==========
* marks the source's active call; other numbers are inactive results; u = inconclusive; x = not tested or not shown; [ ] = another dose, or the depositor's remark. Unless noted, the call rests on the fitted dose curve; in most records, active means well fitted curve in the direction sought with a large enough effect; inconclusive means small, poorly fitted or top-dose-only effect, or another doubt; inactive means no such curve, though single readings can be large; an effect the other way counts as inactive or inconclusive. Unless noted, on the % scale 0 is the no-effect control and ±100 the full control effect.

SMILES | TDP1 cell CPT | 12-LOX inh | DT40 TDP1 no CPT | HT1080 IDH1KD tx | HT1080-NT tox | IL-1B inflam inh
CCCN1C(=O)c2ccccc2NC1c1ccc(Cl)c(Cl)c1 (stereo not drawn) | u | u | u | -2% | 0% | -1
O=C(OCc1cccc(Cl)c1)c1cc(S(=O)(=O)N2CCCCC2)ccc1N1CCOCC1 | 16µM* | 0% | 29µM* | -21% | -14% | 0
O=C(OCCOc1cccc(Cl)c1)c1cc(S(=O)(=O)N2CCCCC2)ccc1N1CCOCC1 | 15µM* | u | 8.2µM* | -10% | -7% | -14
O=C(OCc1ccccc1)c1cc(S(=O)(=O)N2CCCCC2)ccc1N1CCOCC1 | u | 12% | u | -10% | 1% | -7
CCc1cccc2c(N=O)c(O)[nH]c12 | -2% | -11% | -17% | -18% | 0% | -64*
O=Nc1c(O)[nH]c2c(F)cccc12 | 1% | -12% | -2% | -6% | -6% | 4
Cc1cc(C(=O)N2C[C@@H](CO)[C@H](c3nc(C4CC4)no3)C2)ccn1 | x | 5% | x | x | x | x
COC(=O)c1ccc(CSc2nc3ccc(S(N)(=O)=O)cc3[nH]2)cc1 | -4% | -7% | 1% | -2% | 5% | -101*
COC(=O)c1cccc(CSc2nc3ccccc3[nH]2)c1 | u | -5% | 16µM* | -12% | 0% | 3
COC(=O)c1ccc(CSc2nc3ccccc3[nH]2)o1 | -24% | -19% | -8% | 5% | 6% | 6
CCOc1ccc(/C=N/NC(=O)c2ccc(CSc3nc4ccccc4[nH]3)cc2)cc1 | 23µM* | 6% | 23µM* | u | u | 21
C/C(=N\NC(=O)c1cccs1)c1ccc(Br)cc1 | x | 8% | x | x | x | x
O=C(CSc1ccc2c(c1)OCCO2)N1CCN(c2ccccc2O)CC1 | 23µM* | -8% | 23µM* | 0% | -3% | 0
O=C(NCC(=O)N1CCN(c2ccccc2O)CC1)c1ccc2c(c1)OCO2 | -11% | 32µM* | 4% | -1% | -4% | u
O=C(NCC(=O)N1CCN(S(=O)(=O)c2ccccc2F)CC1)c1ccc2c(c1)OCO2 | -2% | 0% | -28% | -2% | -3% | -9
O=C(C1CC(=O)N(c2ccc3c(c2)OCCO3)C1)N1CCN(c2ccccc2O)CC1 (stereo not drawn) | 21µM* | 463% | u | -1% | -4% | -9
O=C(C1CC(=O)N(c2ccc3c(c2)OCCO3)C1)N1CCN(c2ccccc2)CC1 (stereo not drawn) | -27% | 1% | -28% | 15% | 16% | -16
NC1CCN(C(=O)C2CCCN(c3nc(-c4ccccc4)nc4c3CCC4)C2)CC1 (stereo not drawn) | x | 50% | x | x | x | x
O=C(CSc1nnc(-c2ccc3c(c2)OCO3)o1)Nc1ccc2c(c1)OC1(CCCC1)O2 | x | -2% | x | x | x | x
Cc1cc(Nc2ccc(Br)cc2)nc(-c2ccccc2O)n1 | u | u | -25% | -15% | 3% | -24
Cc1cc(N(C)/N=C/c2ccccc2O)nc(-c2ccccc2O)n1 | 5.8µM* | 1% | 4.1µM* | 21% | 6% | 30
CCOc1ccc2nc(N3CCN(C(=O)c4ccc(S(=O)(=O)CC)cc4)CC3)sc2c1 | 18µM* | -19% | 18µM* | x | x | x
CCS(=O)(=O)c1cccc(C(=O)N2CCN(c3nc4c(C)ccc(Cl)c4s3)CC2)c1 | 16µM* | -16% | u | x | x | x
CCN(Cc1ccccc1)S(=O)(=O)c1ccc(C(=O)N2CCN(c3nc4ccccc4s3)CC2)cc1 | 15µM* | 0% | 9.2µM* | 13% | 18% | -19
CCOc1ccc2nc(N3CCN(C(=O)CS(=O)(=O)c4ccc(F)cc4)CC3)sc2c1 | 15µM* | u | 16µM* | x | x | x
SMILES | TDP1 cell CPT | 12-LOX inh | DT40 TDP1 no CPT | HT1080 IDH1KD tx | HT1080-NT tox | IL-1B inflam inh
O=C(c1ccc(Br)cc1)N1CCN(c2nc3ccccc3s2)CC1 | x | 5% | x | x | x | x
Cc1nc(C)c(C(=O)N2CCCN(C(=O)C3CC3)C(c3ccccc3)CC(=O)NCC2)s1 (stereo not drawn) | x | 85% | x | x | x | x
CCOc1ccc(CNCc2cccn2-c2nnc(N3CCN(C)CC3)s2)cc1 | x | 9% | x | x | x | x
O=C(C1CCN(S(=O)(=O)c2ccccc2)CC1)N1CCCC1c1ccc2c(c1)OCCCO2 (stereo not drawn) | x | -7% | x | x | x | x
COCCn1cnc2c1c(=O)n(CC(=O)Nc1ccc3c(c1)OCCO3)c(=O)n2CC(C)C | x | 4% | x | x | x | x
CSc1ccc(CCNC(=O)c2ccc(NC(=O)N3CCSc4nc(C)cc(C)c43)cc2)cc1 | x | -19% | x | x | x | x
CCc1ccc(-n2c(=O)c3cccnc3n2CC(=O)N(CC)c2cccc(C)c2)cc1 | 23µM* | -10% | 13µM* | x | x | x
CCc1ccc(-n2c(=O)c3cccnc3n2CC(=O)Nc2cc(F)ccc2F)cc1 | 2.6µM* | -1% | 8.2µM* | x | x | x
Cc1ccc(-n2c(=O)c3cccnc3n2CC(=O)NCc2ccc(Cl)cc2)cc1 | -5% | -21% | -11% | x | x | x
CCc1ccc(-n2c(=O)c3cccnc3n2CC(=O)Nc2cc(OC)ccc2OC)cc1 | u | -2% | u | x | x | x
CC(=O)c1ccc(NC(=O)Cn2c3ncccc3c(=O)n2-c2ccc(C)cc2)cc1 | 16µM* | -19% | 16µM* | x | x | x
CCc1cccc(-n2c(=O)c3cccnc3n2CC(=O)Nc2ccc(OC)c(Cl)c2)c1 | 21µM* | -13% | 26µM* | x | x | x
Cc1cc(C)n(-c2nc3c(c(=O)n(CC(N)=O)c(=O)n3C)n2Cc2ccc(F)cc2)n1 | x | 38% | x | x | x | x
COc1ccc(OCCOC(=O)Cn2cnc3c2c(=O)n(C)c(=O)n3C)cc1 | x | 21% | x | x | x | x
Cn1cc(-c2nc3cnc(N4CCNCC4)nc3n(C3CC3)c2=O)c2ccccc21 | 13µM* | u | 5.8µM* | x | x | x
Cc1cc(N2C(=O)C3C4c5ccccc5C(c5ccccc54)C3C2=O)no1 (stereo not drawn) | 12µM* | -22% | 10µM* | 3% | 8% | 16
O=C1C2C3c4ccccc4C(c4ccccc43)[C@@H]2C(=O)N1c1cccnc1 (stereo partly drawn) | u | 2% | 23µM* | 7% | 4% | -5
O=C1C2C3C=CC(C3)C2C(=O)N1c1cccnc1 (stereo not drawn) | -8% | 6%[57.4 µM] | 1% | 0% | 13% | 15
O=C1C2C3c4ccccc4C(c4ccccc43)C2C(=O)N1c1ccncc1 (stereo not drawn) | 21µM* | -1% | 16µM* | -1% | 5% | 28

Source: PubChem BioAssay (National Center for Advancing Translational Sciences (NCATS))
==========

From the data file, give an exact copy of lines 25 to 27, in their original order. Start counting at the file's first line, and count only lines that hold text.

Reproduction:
CCS(=O)(=O)c1cccc(C(=O)N2CCN(c3nc4c(C)ccc(Cl)c4s3)CC2)c1 | 16µM* | -16% | u | x | x | x
CCN(Cc1ccccc1)S(=O)(=O)c1ccc(C(=O)N2CCN(c3nc4ccccc4s3)CC2)cc1 | 15µM* | 0% | 9.2µM* | 13% | 18% | -19
CCOc1ccc2nc(N3CCN(C(=O)CS(=O)(=O)c4ccc(F)cc4)CC3)sc2c1 | 15µM* | u | 16µM* | x | x | x